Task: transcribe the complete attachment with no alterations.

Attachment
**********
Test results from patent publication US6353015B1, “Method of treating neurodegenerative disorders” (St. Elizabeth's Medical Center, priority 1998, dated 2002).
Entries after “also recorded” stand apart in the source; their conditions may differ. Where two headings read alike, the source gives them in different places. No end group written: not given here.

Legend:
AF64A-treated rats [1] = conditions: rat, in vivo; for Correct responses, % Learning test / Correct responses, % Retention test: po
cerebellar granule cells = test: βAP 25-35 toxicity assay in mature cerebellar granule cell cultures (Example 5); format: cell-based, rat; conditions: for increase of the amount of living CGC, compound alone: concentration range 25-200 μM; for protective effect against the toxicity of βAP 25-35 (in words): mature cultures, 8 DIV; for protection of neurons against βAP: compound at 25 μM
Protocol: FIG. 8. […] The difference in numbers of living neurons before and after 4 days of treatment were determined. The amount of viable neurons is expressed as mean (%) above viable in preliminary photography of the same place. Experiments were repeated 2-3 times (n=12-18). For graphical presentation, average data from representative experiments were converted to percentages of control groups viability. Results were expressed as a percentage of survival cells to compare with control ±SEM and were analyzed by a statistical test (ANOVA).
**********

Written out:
Test results from patent publication US6353015B1, “Method of treating neurodegenerative disorders” (St. Elizabeth's Medical Center, priority 1998, dated 2002).
Entries after “also recorded” stand apart in the source; their conditions may differ. Where two headings read alike, the source gives them in different places. No end group written: not given here.

Legend:
AF64A-treated rats [1] = conditions: rat, in vivo; for Correct responses, % Learning test / Correct responses, % Retention test: po
cerebellar granule cells = test: βAP 25-35 toxicity assay in mature cerebellar granule cell cultures (Example 5); format: cell-based, rat; conditions: for increase of the amount of living CGC, compound alone: concentration range 25-200 μM; for protective effect against the toxicity of βAP 25-35 (in words): mature cultures, 8 DIV; for protection of neurons against βAP: compound at 25 μM
Protocol: FIG. 8. […] The difference in numbers of living neurons before and after 4 days of treatment were determined. The amount of viable neurons is expressed as mean (%) above viable in preliminary photography of the same place. Experiments were repeated 2-3 times (n=12-18). For graphical presentation, average data from representative experiments were converted to percentages of control groups viability. Results were expressed as a percentage of survival cells to compare with control ±SEM and were analyzed by a statistical test (ANOVA).